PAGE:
Blog 9: TWD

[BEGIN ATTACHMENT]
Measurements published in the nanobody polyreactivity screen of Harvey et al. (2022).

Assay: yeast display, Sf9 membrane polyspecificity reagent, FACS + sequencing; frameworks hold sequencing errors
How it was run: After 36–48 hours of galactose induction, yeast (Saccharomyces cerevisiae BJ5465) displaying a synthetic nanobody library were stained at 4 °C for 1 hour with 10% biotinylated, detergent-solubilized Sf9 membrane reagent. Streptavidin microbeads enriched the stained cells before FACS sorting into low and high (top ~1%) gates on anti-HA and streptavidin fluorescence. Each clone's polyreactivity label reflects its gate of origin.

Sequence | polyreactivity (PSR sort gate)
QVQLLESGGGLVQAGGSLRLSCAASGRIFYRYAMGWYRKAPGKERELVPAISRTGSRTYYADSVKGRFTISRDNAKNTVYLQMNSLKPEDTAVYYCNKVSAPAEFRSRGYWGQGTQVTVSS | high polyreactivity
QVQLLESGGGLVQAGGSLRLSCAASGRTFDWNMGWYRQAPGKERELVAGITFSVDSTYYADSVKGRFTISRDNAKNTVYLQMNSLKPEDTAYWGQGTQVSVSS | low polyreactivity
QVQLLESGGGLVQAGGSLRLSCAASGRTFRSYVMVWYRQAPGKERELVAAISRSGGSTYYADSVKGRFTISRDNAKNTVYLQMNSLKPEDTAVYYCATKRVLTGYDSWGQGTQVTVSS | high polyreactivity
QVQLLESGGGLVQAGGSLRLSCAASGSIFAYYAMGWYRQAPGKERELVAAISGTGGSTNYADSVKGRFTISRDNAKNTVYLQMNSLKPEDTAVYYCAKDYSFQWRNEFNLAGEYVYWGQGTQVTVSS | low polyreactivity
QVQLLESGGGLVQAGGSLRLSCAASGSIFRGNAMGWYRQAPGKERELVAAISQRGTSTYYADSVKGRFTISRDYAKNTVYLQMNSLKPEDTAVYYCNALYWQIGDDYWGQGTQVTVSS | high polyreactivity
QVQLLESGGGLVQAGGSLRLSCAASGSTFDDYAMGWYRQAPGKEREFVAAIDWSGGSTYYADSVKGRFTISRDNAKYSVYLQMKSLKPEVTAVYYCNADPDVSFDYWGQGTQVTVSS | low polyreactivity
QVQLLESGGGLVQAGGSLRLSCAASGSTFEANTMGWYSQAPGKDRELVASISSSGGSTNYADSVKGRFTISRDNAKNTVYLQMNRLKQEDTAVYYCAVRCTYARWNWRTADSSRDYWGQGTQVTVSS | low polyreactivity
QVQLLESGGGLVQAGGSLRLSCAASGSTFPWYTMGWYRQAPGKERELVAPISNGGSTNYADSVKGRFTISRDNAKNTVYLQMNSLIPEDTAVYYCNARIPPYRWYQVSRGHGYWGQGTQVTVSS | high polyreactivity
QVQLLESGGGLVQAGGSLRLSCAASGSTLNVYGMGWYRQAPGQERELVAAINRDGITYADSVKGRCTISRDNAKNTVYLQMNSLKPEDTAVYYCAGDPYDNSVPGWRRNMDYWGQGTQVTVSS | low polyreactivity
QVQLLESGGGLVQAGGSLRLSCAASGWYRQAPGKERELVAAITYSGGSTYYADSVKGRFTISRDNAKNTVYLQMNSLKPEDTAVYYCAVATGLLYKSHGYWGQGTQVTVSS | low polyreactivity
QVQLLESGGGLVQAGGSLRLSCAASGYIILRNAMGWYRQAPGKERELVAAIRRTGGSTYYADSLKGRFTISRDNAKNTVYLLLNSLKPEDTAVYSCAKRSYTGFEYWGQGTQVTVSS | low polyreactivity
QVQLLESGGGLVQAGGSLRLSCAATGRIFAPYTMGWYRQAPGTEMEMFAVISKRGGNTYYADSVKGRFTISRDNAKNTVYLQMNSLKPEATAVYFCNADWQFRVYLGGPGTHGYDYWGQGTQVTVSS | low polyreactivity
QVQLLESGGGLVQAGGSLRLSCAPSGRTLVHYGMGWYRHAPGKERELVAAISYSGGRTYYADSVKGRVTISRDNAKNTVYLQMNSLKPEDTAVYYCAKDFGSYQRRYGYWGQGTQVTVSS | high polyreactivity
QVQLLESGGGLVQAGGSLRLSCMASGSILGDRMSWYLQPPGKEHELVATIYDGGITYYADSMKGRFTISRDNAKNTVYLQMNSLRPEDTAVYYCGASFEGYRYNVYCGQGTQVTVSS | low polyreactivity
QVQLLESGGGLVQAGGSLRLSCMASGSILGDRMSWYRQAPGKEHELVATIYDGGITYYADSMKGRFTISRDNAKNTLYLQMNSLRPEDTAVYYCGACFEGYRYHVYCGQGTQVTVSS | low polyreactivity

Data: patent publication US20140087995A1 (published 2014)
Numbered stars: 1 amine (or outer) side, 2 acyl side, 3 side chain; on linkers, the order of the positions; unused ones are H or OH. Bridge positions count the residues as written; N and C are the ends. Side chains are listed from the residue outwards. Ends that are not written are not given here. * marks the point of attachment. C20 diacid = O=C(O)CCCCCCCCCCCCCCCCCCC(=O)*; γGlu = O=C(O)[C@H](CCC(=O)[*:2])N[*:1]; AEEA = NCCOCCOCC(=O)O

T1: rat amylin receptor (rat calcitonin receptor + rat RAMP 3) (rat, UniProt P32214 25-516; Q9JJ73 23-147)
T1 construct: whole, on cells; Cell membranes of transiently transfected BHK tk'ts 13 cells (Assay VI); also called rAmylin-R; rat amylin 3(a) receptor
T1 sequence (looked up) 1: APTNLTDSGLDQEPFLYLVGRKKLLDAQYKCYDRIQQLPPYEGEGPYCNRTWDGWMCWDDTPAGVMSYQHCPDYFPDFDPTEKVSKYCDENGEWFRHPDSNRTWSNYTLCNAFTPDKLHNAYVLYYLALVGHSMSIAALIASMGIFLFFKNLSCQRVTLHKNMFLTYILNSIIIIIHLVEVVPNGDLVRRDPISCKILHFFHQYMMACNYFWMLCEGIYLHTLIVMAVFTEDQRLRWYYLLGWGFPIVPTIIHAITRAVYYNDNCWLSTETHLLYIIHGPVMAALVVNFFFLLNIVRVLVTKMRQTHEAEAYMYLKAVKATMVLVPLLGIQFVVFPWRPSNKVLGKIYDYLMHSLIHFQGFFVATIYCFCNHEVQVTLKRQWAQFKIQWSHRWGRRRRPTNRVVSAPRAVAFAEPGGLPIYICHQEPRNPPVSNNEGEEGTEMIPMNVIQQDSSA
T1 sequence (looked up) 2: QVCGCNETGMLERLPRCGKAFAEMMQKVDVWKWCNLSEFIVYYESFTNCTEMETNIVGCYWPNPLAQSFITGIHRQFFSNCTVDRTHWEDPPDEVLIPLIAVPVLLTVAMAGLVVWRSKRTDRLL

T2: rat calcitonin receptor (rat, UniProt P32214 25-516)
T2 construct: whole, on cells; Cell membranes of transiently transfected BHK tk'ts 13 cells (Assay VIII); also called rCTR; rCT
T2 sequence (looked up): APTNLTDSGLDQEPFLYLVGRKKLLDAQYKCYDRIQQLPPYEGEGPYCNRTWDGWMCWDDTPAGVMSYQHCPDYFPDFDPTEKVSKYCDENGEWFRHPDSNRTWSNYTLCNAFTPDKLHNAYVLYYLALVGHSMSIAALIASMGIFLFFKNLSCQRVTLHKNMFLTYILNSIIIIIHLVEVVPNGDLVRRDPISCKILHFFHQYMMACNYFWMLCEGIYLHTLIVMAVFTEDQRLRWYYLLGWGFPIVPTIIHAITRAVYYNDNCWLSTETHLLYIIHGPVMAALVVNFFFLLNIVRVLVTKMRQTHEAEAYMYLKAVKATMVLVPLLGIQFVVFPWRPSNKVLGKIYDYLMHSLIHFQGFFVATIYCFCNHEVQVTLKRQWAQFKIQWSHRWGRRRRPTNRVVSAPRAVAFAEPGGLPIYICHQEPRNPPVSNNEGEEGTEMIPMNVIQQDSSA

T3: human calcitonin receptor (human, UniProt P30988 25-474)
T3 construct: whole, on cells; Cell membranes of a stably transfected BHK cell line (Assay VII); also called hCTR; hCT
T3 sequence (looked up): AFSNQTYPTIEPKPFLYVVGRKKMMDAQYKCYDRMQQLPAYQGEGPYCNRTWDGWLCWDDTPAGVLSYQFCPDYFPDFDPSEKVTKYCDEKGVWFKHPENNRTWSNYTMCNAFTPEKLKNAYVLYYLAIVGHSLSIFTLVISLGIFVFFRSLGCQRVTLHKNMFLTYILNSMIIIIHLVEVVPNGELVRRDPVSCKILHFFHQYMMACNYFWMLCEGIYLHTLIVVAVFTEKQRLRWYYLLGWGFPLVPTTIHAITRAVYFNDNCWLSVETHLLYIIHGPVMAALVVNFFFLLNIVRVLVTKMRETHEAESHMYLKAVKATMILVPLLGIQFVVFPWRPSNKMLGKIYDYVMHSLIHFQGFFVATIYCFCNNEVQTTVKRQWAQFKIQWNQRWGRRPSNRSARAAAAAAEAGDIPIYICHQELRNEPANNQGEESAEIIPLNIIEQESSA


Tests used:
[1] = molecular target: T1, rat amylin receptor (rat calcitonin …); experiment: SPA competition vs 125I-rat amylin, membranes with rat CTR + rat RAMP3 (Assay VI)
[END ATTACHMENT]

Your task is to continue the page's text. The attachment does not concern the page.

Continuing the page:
The earliest form of persuasive rhetoric that I saw while playing The Walking Dead app was the representation of Lee as a convicted criminal. Although he was clearly convicted and sentenced to prison, the game is trying to represent him as a good man, who is likely wrongly convicted and given a sentence he didn’t deserve. The game doesn’t tell us whether or not he actually committed the crime, but if a player chooses to voice the kindest responses possible, the game portrays him in a positive light. Perhaps the game persuades us to help him by making him as genuine as possible to the other characters. In a way we are influenced to support him as we go through the game even though all we really know about him is that he is on his way to prison. My personal decision to speak kindly to the other characters, engage them in questions, and save people (like my efforts to save the little boy Duck) were driven by the persuasive rhetoric that made me want to help Lee obtain redemption in what is clearly going to be a very new life for him. The rule-based rhetoric that Bogost describes is a subconscious factor of video games. There is generally a relatively straightforward set of actions you need to take to “beat” or complete a video game. Whether we like these actions or not (perhaps we want Lee to be aggressive towards his counterparts and let them die) we know that we can only achieve success in the game if we complete them. This is particularly true with the The Walking Dead app. In this game the set of actions required to win are very finite and don’t involve much more interaction than making simply “rule-based decisions” in the vein of Bogost’s writing. Obviously, the spoken word, writing, images, and moving pictures of The Walking Dead are a factor in the persuasive rhetoric of the game, but it isn’t their presentation that causes us to be persuaded to act how the game requires us to act. No matter what is presented before me in the game, I am going to quickly decipher what sort of decisions it is looking for me to make and then go about acting as closely to these actions as possible. Therefore, the procedural rhetoric is based off the world of the game and the rules of that world, not the presentation of the characters or how they interact with one another. The criteria I listed above (spoken word, writing, etc.) are simply there for entertainment value, and do not add to the rhetorical nature of the game.


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